The Air Force has not yet validated the upgrades. “We have to see RVS 2.0 in the Air Force testing system,” Renfro said. “Boeing’s done a lot of work in that, but we haven’t seen on the Air Force side through developmental tests or IOT&E. So until we get to that point, I can’t really say what it’s going to deliver us in terms of combat capability. But we’ll put it through the paces, and I have every confidence it’ll bring us quite a bit.”
Improved image processing is part of the package. A second video processing unit, fiber optic connections, and a new, larger Aerial Refueling Operator Station (AROS) enhance the boom operator’s experience.
At the most basic level, the screen operators will look at is larger and in color. Whereas the current system shows images smaller than their real-life size—about a 0.65-to-1 ratio—the new one will display at a 0.96-to-1 ratio, Burns said.
But it won’t just be a bigger screen. The monitor will be mounted higher and at an angle, facing the same way as the boom operator, who then looks at a curved mirror that reflects the image, wearing the same 3-D glasses that operators use for the current system.
“What we have in 1.0 is a direct view. So you’re looking directly at an LCD monitor, which is projecting in 3D,” Burns said. The 2.0 version uses a projection system and a curved mirror to “reflect that LCD in three dimensions off of that mirror to provide that immersive experience for the operator.” The pay-off is more pronounced depth perception
Boeing and Air Force boom operators “chose this type of design together,” Burns said. “We all looked at multiple different concepts: direct view, indirect view, projector, LCD, all of that. And we all came together, it was unanimous, really, we absolutely love this.”
The higher-mounted screen expands the space needed to accommodate the boom operator. Boeing is adding a center console between the two main operator seats, providing operators with more storage space, which they had asked for. To make room, Boeing and the Air Force agreed to remove a third seat from the station.
“It was a deliberate tradeoff,” Burgess said. “Air Force engineers and operators said ‘Hey, we’d rather have the added functionality in the AROS station than that third seat.’”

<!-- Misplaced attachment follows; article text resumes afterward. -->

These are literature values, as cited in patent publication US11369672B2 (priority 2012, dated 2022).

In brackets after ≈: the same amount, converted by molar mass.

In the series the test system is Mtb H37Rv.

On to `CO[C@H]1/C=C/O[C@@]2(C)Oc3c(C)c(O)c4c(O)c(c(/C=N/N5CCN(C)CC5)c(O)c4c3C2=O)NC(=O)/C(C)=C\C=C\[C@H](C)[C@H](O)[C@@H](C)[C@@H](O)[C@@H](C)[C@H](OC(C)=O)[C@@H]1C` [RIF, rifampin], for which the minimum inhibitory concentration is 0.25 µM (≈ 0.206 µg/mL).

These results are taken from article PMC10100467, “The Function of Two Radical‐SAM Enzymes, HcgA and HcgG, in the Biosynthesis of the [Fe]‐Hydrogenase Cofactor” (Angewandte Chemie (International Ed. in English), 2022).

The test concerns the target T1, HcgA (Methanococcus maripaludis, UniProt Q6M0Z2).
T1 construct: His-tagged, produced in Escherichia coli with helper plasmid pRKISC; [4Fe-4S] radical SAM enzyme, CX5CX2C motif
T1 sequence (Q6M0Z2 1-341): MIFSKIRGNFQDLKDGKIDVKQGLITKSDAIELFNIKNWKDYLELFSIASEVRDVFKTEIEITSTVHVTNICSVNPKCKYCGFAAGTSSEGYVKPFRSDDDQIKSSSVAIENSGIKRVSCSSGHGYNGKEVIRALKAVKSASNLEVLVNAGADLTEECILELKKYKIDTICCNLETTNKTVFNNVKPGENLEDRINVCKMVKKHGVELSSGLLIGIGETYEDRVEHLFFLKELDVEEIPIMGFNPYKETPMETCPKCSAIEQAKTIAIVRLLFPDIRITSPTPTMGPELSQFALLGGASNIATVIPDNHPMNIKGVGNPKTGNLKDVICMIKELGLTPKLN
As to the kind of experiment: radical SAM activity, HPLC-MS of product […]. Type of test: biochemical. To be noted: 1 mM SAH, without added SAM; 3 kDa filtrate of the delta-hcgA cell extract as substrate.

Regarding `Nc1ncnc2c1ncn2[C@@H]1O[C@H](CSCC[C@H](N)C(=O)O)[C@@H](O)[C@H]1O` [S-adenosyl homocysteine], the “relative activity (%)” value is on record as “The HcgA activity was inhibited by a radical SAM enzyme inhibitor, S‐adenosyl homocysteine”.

Other tweaks allow boom operators to adjust positioning of their seat and controls. Collaboration between the Air Force and Boeing teams has been exceptionally close, Burns said. “We have been lockstep [since] day one designing the AROS,” he asserted. ” It started literally with cardboard mockups, then we advanced to Styrofoam mockups, we cut out the panels in paper, and we literally pinned them on the Styrofoam mockups and redesigned how the station would look.”
Now as the they wait on FAA certification, the tanker team must also overcome supply chain issues. “A big part of the delay just had to do with availability of hardware … to build up the cameras and display boxes that are required for lab testing,” Burgess said. “The hardware that goes into the lab, the electronics that go into the labs … it’s early versions of the hardware that go on an airplane…. It requires a pedigree of hardware to go into the lab that’s close to the pedigree required for flight, just because it’s all part of the chain of certification.”
With lab and flight testing still to come and the actual fielding of the system several years down the road, several key details about RVS 2.0 remain unsettled, such as whether the Air Force will prioritize delivery of new KC-46s with the system or retrofits of already-fielded aircraft. Renfro said that question is still under consideration.
Meanwhile, boom operators have found workarounds to make RVS 1.0 effective, allowing Air Mobility Command to declare the aircraft ready for operational taskings worldwide. Those solutions won’t have an impact on the upgrade, however.
“RVS 2.0 is part of the long-term vision for this tanker. It’s where we need to be,” Renfro said. “I’m not going to presume to understand all of the pieces and parts that go into making it a reality. But I know that it will show up, and it will be amazing, and we’re going to employ it to the max extent possible. Until then, we’re going to keep using the KC-46 along the methods that we’ve used so far and give combat capability to the warfighter.”